Dieter Dugasse v Patrick Herminie (MA 27/2020) [2020] SCSC 344 (26 June 2020);

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Court proceedings : recusal of judicial officer : failure by legal practictiner to follow procedure in Practice Directive on recusals : failure to attend Pre-trial conference also in breach of Practice Directive : no proper case made out to order vacation of ex parte hearing.

VIDOT J

  1. The Applicant has filed an application to have an ex-parte hearing vacated and for the recusal of the undersigned Judge from hearing the suit in case No.107 of 2019. On the 02nd October 2019, a Preliminary Hearing of the case was held. Both parties were represented by Counsels on that date. The Applicant had filed his Defence on the 25th September 2019. The Pre Trial Review (PTR) date was set for the 15th January 2020. That date was set by the Deputy Registrar, Ms. M.A Barbe. She also set the case for hearing on the 24th February 2020.
  2. On the date set for the PTR, neither Counsel for the Applicant, not the Applicant were present in Court. Due to this absence, Counsel for the Respondent made Application for the suit to be heard ex-parte. The Court acceded to that application. A notice of the ex-parte hearing date was served on the Applicant’s Counsel. The case was set for the 21st January 2020 for ex-parte hearing and the matter was heard on that day. The Applicant arrived in Court late at which point the Respondent had nearly completed his testimony.  The judgment is still pending.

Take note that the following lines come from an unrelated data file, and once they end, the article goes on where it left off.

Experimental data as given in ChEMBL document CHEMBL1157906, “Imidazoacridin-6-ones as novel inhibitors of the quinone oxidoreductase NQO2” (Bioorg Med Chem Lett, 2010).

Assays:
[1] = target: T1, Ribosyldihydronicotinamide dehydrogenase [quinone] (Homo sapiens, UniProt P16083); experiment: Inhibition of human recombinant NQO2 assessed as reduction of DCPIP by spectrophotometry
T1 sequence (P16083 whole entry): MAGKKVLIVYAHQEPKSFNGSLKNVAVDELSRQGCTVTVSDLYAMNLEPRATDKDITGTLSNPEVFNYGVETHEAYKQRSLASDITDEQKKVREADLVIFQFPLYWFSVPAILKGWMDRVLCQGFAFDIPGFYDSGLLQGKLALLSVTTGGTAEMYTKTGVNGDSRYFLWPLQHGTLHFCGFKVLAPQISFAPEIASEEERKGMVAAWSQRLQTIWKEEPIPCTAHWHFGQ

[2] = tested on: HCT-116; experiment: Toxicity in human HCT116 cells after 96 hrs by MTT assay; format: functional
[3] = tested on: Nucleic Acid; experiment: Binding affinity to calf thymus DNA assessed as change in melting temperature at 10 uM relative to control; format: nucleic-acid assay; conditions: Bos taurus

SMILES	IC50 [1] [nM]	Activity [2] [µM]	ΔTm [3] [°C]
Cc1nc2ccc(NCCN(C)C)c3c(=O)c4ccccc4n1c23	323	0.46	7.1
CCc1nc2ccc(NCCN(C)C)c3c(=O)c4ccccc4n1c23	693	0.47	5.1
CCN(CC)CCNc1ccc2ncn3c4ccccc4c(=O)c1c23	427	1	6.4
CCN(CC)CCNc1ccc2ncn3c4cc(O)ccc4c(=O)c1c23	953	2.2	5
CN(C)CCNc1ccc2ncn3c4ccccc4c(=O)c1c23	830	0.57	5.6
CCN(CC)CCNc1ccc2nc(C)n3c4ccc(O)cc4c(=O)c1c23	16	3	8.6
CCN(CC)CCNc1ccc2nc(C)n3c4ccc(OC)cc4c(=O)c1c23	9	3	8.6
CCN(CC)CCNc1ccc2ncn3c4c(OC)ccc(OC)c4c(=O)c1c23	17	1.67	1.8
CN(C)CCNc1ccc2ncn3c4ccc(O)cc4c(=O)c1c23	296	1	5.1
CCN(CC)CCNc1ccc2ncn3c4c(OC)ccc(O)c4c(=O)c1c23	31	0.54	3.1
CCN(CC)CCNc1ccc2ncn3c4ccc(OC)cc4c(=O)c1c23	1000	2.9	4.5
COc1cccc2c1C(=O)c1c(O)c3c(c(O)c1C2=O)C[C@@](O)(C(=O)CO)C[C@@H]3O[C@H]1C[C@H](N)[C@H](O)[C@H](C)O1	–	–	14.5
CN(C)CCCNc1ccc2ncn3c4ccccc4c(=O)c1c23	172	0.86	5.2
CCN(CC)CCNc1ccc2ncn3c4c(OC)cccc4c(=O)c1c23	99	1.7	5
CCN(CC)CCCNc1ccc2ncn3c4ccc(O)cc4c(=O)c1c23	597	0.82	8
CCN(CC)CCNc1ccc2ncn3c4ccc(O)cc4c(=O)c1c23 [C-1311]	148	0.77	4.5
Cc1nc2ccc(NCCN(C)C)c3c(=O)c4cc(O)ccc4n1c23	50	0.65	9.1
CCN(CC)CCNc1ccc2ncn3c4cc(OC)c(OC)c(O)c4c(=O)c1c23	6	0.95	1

3. Counsel for the Applicant has filed this Application not only seeking an Order to set aside the ex –parte hearing but also to have the undersigned Judge recused from the case. He complained that the undersigned Judge did not “entertain” his lawyer after he came to Court. He lamented that his lawyer had received the Notice from court late and therefore could not put up appearance any sooner. Counsel for the Applicant failed to follow proper procedure as far as asking for recusal of a Judge is concerned  as established in Government of Seychelles & Anor; Michel & Ors v Dhanjee SCA 4/2014. Basically, the Applicant acted in contravention of Rule 4 of rules governing recusal set out in that case. The rule is that after Counsel have evaluated that there was sufficient cause that a Judge should be asked to recuse himself or herself, Counsel should have sought an appointment with the Judge in Chambers in the presence of Counsel for the other side. Therefore, that being the case I shall not deal with this issue any further.